AssessmentsVentricular septal defect
Ventricular septal defect
In most cases, ventricular septal defects are defects of the (membranous/muscular) portion of the interventricular septum.
USMLE® Step 1 style questions USMLE
USMLE® Step 2 style questions USMLE
A 33-year-old G2P1 woman comes to the office because of poor diabetic control. She is currently at 18 weeks' gestation and admits to having poor control of her type I diabetes before becoming pregnant. Family history is non-contributory. Examination shows a pregnant woman with a fundal height of 20 cm (7.9 in). An abdominal ultrasound is ordered. Which of the following is the most likely congenital abnormality shown on the ultrasound?
Content Reviewers:Rishi Desai, MD, MPH
Contributors:Tanner Marshall, MS
If you look at the heart, you’ve got the right and left atria up top, and the right and left ventricles down below. Each of these pairs is separated by a wall called the septum. A ventricular septal defect is when the lower wall, the ventricular septum, has a gap in it after development.
The septum is formed during development as a muscular ridge of tissue grows upward from the apex, or the tip, and then fuses with a thinner membranous region coming down from the endocardial cushions. Voila: now there are two separate chambers. However, If these tissues don’t fuse, then a gap is left between the two chambers; this is a ventricular septal defect, or VSD. The majority of cases are caused by a defect in the membranous portion of the septum.
Among babies, VSDs are actually the overall most common congenital defect. However, 30 to 50% of VSDs can spontaneously close during childhood, which makes ventricular defects less common among adults. VSDs are associated with fetal alcohol syndrome and Down syndrome, and are often associated with other cardiac deformities.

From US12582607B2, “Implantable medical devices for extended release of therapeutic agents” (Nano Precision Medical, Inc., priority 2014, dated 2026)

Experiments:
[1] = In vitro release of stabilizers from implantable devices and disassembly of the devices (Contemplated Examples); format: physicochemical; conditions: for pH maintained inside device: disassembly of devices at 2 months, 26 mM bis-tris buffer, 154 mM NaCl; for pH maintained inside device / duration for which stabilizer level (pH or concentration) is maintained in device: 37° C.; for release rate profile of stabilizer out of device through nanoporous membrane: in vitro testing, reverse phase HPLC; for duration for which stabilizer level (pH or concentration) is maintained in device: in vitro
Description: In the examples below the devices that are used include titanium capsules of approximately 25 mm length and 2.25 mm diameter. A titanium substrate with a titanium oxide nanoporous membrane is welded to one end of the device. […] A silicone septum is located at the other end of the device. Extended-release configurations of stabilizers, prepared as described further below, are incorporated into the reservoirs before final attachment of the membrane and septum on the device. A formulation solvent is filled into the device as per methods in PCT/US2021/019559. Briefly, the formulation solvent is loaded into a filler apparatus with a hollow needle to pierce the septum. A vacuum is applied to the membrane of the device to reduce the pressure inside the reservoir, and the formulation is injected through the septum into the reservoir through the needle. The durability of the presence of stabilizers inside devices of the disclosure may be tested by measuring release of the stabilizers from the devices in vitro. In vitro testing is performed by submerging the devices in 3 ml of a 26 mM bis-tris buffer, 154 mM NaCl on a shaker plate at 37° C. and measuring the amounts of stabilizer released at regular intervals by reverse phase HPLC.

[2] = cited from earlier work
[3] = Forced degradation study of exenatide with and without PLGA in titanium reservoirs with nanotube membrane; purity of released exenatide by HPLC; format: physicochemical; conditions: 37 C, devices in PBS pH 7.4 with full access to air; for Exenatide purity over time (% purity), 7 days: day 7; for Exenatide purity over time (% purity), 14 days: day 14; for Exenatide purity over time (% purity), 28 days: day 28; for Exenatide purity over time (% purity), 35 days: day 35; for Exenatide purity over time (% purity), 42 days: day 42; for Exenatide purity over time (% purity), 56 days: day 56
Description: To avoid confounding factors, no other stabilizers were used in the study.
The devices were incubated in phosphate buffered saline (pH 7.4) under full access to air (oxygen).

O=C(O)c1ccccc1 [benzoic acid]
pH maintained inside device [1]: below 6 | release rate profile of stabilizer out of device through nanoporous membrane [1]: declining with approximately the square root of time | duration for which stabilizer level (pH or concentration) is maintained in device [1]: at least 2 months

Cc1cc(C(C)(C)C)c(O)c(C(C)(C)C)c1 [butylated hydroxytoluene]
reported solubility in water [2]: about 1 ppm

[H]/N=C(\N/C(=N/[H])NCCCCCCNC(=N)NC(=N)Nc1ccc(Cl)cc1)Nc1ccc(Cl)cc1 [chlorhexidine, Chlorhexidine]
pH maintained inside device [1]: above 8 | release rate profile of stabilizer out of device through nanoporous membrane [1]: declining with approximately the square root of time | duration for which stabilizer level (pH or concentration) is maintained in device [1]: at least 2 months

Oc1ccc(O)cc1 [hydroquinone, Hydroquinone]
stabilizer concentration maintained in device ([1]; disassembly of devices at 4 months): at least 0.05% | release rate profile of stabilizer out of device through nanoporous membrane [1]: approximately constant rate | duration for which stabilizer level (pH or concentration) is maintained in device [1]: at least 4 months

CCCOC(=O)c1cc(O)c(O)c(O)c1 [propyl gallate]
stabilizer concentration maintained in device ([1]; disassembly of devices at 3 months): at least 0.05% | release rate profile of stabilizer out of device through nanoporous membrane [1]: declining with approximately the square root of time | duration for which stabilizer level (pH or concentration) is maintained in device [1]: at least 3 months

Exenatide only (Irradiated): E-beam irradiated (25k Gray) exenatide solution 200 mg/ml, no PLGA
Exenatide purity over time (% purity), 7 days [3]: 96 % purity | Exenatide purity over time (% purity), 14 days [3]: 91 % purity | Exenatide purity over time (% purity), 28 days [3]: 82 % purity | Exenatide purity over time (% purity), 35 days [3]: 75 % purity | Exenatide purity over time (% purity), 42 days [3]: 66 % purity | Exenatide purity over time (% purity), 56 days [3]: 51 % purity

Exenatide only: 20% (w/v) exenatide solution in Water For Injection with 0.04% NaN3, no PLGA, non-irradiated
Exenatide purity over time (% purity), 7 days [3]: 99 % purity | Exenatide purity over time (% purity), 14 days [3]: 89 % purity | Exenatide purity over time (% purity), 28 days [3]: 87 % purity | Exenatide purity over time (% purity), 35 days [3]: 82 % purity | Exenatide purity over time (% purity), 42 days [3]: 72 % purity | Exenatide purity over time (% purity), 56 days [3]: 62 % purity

All right, so let’s check out what happens with blood flow, now that there’s this opening between the two ventricles. We’ll switch to this super-duper simplified image of the heart, just because it’s easier to show what’s going on with blood flow. So, deoxygenated blood comes from the body to the right atrium, and then flows down into the right ventricle; here, it can now either be pumped out to the lungs as normal, or pop over to the left ventricle. Because the pressure on the left side of the heart is actually higher than on the right, and because blood likes to flow from high pressure to low pressure, it actually prefers to just keep going into the lungs. When oxygenated blood comes back from the lungs and enters the left atrium, and then the left ventricle, again it’s got two choices: it can either be pumped out to the body, or flow over to the right ventricle through the gap. Since now the blood is in the left ventricle, which has higher pressure, some of the blood flows over to the lower pressure right ventricle; thus, now there’s a left-to-right shunt through which oxygenated blood takes an extra trip to the lungs.
Because there’s more oxygenated blood over here, patients will have increased oxygen saturation in the right ventricle and pulmonary artery. Also, the blood flowing through a VSD can be heard as a holosystolic murmur at the lower left sternal border.